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With Adele Las Vegas Residency Back On, Who Gets First Crack at New Tickets?

Ticketmaster and its Verified fan platform are prioritizing fans who missed out the last time around.

After months of preparation, superstar singer Adele and her team have almost completed the Herculean effort required to re-schedule her 24 show-residency in Las Vegas to begin Nov. 14. Among the tricky parts: shifting 100,000 existing ticket holders into 24 new shows at the Colosseum inside Caesars Palace while getting 32,000 tickets to eight new Adele shows into the hands of fans who missed out the last time they went on sale.

To do this, Ticketmaster and its Verified Fan platform have implemented a new strategy to create a sales queue for those fans who unsuccessfully tried in December to buy tickets to Adele’s residency. By holding customers’ information and connecting it to transactional data, they can directly offer the new tickets to those potential customers — better serving the fans, while directly marketing the new shows with almost no additional cost.


It used to be that Ticketmaster could only see how many people lined up for a ticket sale, but it struggled to communicate with them after the sale ended. Normally, once tickets ran out and the sale ended, that demand would disappear with the customers who went “home” empty-handed. By switching to an identity-based ticketing model during the mid 2010s and requiring fans to register in advance for high-demand onsales, Ticketmaster can more accurately measure demand and see in real time how well it can match supply.

Next week, company officials will take that understanding a step further, using data from the Adele residency’s initial December 2021 sale to identify which fans were unable to acquire tickets, email them to let know more tickets are available, and put them back in the digital queue to purchase them when they go on sale.

Ticketmaster executives believe that the 32,800 tickets that go on sale on Aug. 10 and 11 will be entirely bought up by fans from the December 2021 waiting list. That’s a major opportunity for the concert business to save money on advertising and marketing while creating greater certainty when putting new events on sale.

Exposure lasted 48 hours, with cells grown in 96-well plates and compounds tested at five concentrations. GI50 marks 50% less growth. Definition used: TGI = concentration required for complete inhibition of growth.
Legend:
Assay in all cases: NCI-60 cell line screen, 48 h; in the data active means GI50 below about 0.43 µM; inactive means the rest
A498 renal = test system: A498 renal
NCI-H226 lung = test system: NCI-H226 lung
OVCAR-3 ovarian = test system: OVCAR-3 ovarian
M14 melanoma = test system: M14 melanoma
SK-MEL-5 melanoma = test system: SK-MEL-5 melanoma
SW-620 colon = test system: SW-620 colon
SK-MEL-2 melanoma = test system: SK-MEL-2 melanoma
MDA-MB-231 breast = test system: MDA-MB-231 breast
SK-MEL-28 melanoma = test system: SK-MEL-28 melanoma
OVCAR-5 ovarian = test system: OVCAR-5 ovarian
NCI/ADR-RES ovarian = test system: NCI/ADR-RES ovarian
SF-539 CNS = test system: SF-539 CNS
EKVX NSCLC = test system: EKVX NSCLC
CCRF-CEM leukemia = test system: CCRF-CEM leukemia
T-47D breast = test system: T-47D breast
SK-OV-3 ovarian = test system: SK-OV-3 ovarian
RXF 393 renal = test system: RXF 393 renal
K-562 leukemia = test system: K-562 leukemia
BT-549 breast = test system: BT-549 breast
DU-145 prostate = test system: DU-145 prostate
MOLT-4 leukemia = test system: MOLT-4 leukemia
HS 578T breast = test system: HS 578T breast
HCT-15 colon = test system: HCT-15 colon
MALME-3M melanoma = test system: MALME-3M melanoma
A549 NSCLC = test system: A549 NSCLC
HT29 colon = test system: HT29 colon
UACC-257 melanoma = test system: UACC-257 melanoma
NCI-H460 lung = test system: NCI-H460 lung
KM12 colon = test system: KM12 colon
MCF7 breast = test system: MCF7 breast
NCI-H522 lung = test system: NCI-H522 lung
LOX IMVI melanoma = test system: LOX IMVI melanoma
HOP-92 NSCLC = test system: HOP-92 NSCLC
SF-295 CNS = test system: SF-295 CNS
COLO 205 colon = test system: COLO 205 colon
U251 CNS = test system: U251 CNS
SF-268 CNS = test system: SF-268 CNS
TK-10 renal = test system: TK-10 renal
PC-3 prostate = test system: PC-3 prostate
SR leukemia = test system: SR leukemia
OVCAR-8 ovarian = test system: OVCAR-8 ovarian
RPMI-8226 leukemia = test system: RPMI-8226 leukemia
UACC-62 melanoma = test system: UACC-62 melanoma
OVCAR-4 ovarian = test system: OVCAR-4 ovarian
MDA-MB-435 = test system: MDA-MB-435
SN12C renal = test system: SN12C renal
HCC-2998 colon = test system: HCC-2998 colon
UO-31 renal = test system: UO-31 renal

Tickets for the eight new shows go on sale Aug 10. Fans who were able to buy Adele tickets at the original onsale but then asked for a refund when the show was postponed will get first crack at the new tickets. While most fans simply held onto their tickets and were rolled into new dates between November and March, some fans refunded their tickets prior to having their tickets transferred to a new date. Others asked for a refund after learning the new dates for their tickets. Either way, these fans will be given preference to buy tickets first when they go on sale again.

Next up will be fans on the waiting list from the December presale. On Aug. 3, these fans will receive an email from Ticketmaster asking them to sign up for a presale that will take place on Aug. 11. Once the presale begins, fans will be ushered into the sales queue. While fans won’t technically hold their same place in line as they did when the sale ended last year, the experience is meant to feel like the fan is finally getting their turn to buy tickets to see Adele in concert.

If any tickets are left, they will then be open to the general public.

This is just the start, with long term implications for acts of all sizes. This kind of information can be used to make sure fans who missed a previous tour get first shot at tickets the next time an artist comes to town. It creates more fan awareness surrounding upcoming tours and more certainty for promoters as they try to gauge demand when considering whether or not to add new dates to an already announced tour. For artists, promoters and fans alike, that’s a win for everyone.